New rules for federal broadband loans in rural areas don't change eastern bias

3 August 2015 by Steve Blum
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Most of the broadband blank zones are in the west, most of the money goes east. Go figure.

The Rural Utilities Service (RUS) is the arm of the federal agriculture department that runs broadband grant and loan programs. It’s just published new application rules for loans to build broadband infrastructure in poorly served rural areas. Highlights include…

  • The minimum acceptable broadband speed is set at 4 Mbps down and 1 Mbps up; any area with less than that is considered unserved by federal standards.
  • To be eligible, at least 15% of the homes in an area must be unserved.
  • Applications will be rated and loans approved on a priority basis. The higher the percentage of unserved homes, the higher the rating. No more first come, first served.
  • RUS will use more information sources when it decides whether an area is served or not, including the National Broadband Map.
  • Loan applications will be accepted twice a year, instead of just once.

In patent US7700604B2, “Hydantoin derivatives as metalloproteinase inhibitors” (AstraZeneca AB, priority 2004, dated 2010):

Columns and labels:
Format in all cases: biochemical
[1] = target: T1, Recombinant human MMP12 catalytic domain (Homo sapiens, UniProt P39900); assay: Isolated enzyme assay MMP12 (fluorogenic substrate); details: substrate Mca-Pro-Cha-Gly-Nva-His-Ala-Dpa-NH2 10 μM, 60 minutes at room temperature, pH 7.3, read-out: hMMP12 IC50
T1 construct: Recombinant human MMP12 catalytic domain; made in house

• Repayment terms could be eased – but by no means waived – for particularly difficult cases but only “to the extent…necessary to achieve financial feasibility and long-term sustainability of these projects”.
  • More information about proposed projects will be made public.
  • There are also several other housekeeping and technical changes to the rules – generally minor unless you’re affected. Then it’s major. If you’re interested, click here.

In a fine bit of bureaucratic double speak, the new rules allow for reserves to be set for particular states, but only if “appropriate”. Translation: despite having 10% of the nation’s rural population, California could still end up shut out completely, as we tend to be year in and year out, since the agency’s bias towards the midwest and south remains unchanged.

The new rules serve two purposes, governing loan applications in the current window, which closes the end of next month, and as a straw man for discussion regarding future rounds. Comments are also being accepted, if not taken to heart, until 28 September 2015.